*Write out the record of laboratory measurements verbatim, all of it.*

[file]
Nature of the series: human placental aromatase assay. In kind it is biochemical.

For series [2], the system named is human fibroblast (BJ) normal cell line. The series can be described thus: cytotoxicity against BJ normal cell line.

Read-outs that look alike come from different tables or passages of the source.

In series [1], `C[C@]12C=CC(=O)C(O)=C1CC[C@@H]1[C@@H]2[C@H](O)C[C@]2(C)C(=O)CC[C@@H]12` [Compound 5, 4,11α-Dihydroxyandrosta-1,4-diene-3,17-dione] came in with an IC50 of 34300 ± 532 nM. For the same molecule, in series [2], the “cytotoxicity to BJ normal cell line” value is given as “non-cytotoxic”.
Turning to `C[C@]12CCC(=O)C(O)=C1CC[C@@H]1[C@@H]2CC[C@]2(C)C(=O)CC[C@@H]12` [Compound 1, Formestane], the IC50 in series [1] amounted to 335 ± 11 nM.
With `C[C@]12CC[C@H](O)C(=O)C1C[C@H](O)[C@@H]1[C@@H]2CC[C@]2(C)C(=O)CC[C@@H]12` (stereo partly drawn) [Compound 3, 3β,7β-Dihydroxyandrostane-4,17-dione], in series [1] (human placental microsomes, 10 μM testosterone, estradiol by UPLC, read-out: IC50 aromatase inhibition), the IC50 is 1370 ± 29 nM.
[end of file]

Nature of the series: human placental aromatase assay. In kind it is biochemical.

For series [2], the system named is human fibroblast (BJ) normal cell line. The series can be described thus: cytotoxicity against BJ normal cell line.

Read-outs that look alike come from different tables or passages of the source.

In series [1], `C[C@]12C=CC(=O)C(O)=C1CC[C@@H]1[C@@H]2[C@H](O)C[C@]2(C)C(=O)CC[C@@H]12` [Compound 5, 4,11α-Dihydroxyandrosta-1,4-diene-3,17-dione] came in with an IC50 of 34300 ± 532 nM. For the same molecule, in series [2], the “cytotoxicity to BJ normal cell line” value is given as “non-cytotoxic”.
Turning to `C[C@]12CCC(=O)C(O)=C1CC[C@@H]1[C@@H]2CC[C@]2(C)C(=O)CC[C@@H]12` [Compound 1, Formestane], the IC50 in series [1] amounted to 335 ± 11 nM.
With `C[C@]12CC[C@H](O)C(=O)C1C[C@H](O)[C@@H]1[C@@H]2CC[C@]2(C)C(=O)CC[C@@H]12` (stereo partly drawn) [Compound 3, 3β,7β-Dihydroxyandrostane-4,17-dione], in series [1] (human placental microsomes, 10 μM testosterone, estradiol by UPLC, read-out: IC50 aromatase inhibition), the IC50 is 1370 ± 29 nM.